Both occasions matter to the AIDS community. The latter may seem an obvious matter of import, but it is more than a milestone. After 25 years, we've come a long way in our understanding of the disease, its causes, and how to prevent it. Regrettably, we still have neither vaccine nor cure. Worse, we seem to be locked in a time warp when it comes to preventing the further spread of the epidemic. This year would be a good year to knock down some of the barriers to stemming the epidemic. A couple of thoughts on that:
- AIDS is not a gay disease, but the public still seems to think of HIV in those terms. This affects not only the willingness of individuals to think of themselves in terms of risk but also allows the not-always-hidden homophobia of policy makers to make AIDS funding a grudging priority and AIDS policy a tool for oppression. In 2006, we should address both parts of this mythology. We should reawaken the public to the risks of infection and the needs of those affected at the same time we need to be more open about the harsh impact that homophobia has had on our ability to fight the epidemic.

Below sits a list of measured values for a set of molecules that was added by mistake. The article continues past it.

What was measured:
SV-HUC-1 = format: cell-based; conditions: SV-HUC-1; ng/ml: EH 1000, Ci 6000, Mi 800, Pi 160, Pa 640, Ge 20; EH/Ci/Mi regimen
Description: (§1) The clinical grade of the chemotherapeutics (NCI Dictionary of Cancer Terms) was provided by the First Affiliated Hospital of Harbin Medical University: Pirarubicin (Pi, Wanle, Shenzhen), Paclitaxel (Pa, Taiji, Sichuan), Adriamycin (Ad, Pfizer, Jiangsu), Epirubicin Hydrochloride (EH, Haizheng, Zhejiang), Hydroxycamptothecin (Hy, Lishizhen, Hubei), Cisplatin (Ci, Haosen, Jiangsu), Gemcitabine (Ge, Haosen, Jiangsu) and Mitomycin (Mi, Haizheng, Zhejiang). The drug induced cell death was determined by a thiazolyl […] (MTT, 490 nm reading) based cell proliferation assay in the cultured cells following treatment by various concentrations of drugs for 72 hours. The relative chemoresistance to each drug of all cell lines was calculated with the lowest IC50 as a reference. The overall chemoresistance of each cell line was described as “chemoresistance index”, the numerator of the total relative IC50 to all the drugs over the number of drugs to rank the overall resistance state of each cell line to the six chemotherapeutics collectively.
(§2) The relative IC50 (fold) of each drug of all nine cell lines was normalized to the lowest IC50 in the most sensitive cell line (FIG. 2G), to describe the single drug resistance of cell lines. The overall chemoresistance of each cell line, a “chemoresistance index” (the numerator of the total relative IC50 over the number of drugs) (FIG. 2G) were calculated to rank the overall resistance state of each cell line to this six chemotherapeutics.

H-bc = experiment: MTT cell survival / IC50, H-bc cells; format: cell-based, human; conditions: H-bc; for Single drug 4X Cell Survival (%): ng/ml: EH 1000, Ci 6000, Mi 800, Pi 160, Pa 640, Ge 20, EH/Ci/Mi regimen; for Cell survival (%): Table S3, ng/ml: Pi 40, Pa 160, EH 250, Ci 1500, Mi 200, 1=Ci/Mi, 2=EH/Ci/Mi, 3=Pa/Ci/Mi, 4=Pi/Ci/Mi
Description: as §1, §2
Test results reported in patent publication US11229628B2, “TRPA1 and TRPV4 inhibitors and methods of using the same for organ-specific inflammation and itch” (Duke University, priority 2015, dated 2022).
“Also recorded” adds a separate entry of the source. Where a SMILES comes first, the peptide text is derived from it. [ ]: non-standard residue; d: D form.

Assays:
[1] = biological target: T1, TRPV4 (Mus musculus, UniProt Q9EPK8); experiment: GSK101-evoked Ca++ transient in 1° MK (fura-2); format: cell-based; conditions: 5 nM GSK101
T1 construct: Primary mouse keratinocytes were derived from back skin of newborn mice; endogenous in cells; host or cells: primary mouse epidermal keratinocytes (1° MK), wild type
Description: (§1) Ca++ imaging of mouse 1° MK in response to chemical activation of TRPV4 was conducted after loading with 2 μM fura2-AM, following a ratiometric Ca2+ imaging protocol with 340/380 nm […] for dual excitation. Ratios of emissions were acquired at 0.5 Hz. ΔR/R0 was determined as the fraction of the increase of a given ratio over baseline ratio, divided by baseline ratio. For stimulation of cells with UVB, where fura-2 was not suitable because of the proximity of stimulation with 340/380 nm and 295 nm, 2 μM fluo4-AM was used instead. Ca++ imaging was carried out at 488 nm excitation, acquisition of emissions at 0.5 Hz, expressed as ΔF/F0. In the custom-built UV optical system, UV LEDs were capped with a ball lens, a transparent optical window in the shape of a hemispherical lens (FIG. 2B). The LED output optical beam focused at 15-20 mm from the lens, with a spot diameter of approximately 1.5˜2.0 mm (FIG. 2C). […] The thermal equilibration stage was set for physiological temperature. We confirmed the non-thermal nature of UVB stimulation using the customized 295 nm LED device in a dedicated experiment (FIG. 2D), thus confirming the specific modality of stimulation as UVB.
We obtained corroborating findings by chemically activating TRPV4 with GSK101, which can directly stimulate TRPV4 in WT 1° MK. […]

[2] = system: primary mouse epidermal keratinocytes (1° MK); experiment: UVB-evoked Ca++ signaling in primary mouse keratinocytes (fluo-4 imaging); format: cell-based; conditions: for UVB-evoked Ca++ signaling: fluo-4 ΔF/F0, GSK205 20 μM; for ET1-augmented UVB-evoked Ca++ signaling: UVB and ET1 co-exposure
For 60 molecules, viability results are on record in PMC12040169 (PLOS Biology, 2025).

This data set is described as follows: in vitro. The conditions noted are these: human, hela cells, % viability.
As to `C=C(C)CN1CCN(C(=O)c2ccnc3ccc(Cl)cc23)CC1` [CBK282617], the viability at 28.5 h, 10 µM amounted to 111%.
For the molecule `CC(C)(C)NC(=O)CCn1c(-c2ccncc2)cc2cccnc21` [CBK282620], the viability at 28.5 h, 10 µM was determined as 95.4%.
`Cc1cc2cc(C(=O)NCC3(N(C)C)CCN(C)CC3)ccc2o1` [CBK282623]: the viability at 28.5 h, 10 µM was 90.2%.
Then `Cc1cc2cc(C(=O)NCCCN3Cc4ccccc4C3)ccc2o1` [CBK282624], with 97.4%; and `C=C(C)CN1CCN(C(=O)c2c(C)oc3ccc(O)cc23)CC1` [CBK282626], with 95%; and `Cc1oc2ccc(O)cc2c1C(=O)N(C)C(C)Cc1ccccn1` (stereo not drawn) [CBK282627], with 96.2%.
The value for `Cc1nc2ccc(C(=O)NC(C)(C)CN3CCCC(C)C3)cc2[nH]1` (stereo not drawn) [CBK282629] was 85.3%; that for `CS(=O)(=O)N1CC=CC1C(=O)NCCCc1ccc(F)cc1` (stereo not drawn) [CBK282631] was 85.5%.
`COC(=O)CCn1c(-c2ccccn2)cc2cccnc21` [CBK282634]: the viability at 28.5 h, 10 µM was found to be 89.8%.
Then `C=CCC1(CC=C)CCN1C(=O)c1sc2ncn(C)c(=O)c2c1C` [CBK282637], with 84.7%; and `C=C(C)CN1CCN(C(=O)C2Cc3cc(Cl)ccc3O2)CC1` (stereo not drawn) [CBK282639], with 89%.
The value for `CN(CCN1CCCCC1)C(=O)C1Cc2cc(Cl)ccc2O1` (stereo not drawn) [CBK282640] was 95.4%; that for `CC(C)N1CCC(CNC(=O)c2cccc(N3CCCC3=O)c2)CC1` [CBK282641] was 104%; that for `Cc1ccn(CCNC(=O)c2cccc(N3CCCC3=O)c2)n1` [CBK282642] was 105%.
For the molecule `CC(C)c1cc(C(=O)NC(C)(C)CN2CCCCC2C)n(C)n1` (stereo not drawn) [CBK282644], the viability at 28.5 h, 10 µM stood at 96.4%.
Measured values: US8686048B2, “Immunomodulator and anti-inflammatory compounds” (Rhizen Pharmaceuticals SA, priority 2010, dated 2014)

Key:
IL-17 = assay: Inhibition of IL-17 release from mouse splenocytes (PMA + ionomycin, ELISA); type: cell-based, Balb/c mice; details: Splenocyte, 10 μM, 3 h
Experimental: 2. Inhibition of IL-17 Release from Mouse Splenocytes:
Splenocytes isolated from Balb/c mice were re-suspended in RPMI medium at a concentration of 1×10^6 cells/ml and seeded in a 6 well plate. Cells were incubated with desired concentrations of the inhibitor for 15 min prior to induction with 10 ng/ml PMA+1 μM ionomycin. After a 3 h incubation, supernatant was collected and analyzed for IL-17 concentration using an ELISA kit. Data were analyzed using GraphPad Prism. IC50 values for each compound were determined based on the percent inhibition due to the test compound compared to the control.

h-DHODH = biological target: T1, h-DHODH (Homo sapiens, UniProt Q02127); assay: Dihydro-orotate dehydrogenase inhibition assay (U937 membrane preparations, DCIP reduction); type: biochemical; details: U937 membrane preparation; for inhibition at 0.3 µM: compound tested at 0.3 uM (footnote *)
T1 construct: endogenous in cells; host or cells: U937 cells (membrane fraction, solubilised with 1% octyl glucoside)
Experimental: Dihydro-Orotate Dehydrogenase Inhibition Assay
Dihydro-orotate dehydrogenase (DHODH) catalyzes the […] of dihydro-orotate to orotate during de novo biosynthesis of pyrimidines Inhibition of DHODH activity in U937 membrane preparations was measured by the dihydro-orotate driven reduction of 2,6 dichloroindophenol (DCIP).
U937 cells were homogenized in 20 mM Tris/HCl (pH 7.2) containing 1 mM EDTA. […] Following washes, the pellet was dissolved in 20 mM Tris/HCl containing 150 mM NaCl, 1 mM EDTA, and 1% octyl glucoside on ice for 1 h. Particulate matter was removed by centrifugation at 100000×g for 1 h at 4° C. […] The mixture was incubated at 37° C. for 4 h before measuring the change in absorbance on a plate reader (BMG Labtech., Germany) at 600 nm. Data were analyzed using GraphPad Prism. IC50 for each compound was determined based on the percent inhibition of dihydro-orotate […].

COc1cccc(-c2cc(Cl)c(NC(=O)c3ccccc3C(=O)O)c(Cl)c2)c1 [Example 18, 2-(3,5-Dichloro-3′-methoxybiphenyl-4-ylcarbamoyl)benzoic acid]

- We don't have a cure, and yet the party goes on as if there were a cure. The complacency that has come with the availability of powerful new medications to treat HIV is entirely misplaced. Those medications, as wonderful as they are, are terribly expensive, have harsh side effects, and represent a lifelong commitment to an exacting regimen. We cannot afford to be complacent in either our commitment to preventing the transmission of HIV nor to dealing with the epidemic as it presents itself. That means, I would think, increased efforts to remind the public, especially young people, that prevention is ever so much better than hauling around a trash bag full of pills and listening for the little alarm that says it's time to take more. It would also mean addressing the complacency of donors and funders. Their job is not done as long as we have so many people without insurance, runaway medical costs, and a public safety net that has more holes than net.